Black Authors Share The Best New Books Celebrating Black Love And Joy

"The very happiest I can be is writing about Black love, Black joy, Black excellence. That’s what I want to see all day every day."
"Wahala" by Nikki May, "Savvy Sheldon Feels Good as Hell" by Taj McCoy, "What the Fireflies Knew" by Kai Harris and "Yinka, Where Is Your Huzband?" by Lizzie Damilola Blackburn.

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Taj McCoy writes beachy romance novels because it’s what she enjoys. The Oakland native and law grad could talk political theory and social commentary all day. And does, only in a way that’s engaging, exciting, uplifting and sexy.

“This is what I want to write,” McCoy told HuffPost. “And I shouldn’t have to give that explanation. But the very happiest I can be is writing about Black love, Black joy, Black excellence. That’s what I want to see all day every day. Being at the center of that... that’s the best place to be.”

With a debut novel out next month called “Savvy Sheldon Feels Good As Hell,” McCoy knows firsthand how Black authors and Black literature can be pigeonholed into more academic or sociological themes.

“The industry so often is often looking for those ‘issue books’ to talk about and to teach in the classrooms. And that’s absolutely fair — to an extent,” she said. “But it then feels like the industry is really just looking to capitalize on our pain and our trauma, when we are complex people just like everyone else, and we experience love and joy. We can be affluent. We have the ability to do a lot of things.”

Although “beach reads” and more romance/young adult-type novels may be dismissed in hoity-toity literature circles, Kai Harris, a professor of creative writing and author of the debut novel “What the Fireflies Knew,” said that writing and highlighting these books by Black authors increases the representation of Black joy and love in the media and disrupts the racist narrative that being Black is innately filled with tragedy or despair.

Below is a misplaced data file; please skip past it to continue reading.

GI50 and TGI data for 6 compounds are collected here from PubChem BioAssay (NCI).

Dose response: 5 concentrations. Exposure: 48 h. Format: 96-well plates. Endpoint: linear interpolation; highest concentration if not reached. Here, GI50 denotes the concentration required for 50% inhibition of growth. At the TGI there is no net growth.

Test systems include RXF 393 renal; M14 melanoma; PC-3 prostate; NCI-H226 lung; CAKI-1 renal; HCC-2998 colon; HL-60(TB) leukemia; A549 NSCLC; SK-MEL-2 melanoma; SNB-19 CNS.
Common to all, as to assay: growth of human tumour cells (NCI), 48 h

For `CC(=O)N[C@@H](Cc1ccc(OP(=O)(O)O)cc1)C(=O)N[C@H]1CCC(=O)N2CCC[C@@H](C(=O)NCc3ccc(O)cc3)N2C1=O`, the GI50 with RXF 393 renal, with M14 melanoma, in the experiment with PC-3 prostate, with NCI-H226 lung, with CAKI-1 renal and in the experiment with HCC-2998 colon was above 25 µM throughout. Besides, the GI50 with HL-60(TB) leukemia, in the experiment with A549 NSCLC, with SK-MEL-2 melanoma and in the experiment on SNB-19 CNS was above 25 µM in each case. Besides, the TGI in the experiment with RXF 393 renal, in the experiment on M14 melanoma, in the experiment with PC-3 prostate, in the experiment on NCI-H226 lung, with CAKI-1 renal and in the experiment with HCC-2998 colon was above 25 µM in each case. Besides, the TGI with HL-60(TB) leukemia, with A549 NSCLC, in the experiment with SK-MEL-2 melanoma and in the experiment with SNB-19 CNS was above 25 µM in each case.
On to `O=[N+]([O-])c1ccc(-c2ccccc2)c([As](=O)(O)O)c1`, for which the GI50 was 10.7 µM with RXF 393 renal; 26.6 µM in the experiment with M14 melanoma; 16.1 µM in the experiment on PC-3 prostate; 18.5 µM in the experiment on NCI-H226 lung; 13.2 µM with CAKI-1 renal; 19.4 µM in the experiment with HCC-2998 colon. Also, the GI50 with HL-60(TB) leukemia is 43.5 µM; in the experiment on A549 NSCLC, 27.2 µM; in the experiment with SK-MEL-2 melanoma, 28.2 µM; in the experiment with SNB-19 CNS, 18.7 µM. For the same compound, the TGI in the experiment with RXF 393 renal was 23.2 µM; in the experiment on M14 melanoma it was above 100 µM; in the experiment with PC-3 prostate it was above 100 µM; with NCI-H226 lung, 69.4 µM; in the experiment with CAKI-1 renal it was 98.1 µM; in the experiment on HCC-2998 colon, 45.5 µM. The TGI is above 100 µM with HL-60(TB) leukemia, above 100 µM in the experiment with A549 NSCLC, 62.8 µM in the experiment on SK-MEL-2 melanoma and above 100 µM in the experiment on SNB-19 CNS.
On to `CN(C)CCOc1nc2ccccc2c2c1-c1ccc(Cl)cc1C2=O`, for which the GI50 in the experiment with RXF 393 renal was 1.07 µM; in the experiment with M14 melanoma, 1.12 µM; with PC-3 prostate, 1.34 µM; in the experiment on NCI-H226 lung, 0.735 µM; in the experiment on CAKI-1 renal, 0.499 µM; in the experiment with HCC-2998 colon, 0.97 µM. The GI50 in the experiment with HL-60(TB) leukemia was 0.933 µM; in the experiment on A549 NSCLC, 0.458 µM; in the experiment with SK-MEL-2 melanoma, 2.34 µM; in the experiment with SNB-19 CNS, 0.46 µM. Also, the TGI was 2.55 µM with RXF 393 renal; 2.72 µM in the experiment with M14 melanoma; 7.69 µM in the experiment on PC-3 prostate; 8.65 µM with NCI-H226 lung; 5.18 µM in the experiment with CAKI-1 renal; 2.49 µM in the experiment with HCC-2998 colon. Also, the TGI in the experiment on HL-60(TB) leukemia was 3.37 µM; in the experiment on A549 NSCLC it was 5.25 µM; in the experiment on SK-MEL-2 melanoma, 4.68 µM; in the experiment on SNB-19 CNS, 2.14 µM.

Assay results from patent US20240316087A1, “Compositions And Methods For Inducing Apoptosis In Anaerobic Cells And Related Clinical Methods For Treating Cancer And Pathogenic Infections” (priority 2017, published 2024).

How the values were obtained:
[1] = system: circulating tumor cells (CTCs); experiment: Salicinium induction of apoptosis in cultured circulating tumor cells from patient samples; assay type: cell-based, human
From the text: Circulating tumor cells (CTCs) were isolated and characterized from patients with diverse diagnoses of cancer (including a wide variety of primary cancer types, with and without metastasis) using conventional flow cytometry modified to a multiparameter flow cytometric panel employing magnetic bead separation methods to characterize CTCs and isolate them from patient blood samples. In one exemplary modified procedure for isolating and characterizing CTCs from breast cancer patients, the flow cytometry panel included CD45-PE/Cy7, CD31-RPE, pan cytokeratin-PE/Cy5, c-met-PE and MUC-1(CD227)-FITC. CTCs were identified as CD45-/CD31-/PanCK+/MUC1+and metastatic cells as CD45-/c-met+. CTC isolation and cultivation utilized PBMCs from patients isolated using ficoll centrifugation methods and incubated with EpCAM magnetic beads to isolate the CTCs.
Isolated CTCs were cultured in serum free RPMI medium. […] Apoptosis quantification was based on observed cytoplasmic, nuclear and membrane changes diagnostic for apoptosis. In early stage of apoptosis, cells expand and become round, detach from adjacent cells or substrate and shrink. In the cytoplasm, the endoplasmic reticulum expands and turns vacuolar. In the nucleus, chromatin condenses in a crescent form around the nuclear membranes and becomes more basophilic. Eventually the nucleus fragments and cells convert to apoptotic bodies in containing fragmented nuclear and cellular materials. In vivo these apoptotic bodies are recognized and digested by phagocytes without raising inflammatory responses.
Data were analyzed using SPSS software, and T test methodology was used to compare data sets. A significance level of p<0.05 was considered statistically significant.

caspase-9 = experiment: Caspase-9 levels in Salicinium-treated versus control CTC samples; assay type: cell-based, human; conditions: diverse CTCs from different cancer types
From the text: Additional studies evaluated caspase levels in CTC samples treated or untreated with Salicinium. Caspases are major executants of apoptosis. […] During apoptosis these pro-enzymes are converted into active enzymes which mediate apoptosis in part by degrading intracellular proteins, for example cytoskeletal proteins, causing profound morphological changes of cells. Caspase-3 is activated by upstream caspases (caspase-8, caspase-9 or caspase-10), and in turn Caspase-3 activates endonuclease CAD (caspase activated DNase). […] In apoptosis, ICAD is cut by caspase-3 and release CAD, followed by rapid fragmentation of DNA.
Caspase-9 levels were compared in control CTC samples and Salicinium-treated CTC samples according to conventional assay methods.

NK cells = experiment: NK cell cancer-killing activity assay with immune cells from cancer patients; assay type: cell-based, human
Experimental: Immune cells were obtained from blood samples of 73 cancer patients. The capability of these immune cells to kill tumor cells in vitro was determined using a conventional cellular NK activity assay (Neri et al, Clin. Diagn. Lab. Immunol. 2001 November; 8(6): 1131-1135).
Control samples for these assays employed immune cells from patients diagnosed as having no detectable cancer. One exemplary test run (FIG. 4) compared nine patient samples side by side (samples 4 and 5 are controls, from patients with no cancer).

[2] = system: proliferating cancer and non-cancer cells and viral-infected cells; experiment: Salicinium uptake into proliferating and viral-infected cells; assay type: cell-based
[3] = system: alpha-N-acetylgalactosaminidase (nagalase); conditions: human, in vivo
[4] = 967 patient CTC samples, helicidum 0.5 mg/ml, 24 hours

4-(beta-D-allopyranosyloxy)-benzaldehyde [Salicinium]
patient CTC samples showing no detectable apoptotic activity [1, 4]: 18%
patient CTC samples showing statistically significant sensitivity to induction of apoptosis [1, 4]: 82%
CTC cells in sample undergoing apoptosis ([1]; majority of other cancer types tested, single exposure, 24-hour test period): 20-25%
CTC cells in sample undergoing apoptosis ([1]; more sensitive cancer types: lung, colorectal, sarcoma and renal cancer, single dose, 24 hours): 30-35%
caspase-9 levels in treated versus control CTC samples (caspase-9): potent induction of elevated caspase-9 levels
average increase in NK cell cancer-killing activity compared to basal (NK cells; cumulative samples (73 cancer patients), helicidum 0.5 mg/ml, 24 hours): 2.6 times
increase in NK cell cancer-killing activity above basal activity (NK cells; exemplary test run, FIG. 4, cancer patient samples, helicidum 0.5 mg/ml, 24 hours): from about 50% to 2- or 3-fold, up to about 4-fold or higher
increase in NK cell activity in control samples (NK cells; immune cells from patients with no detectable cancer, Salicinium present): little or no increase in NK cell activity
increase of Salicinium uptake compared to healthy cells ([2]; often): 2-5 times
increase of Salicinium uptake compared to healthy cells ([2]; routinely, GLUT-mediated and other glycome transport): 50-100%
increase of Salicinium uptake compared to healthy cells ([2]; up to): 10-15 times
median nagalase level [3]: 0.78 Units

“It’s super important for us as Black people to see ourselves as we actually are, not as the world sees us, or imagines that we are,” Harris told HuffPost. “Sometimes, the way that Blackness is presented in media would have you believe that it is all tragedy and despair. But truthfully, being Black is super dope. It’s so rich and layered and complex. And there are so many beautiful things about Blackness that are not being highlighted in books, television, film, etc.”

Harris and McCoy both shared that wanting to write about the positive parts of Blackness, and create relatable Black characters, inspired their debut novels.

“Growing up, I felt like I didn’t see myself in books,” Harris said. “When I did read books with Black characters, usually they were in slavery, or some kind of situation that didn’t look like my life. I didn’t read books where there was a young Black girl as the main character. And she was just an ordinary Black girl. And she just had an ordinary life. And the book was about her just like playing with friends, and catching fireflies and learning stuff.”

McCoy added that creating relatable and borderline aspirational Black characters — like the characters you’d see in, say, a predominantly white Kate Hudson rom-com — is especially important in a world taken over by police brutality.

“It’s important to see Black men be lovable. It’s important to see Black men be happy and professional, and excellent and joyful,” she said. “We need to change the narrative by showing Black love, Black joy, Black excellence.”

In addition to engaging and connecting with Black readers, McCoy and Harris noted that writing and highlighting books across genres by Black authors can inspire readers to confront their own internalized racism.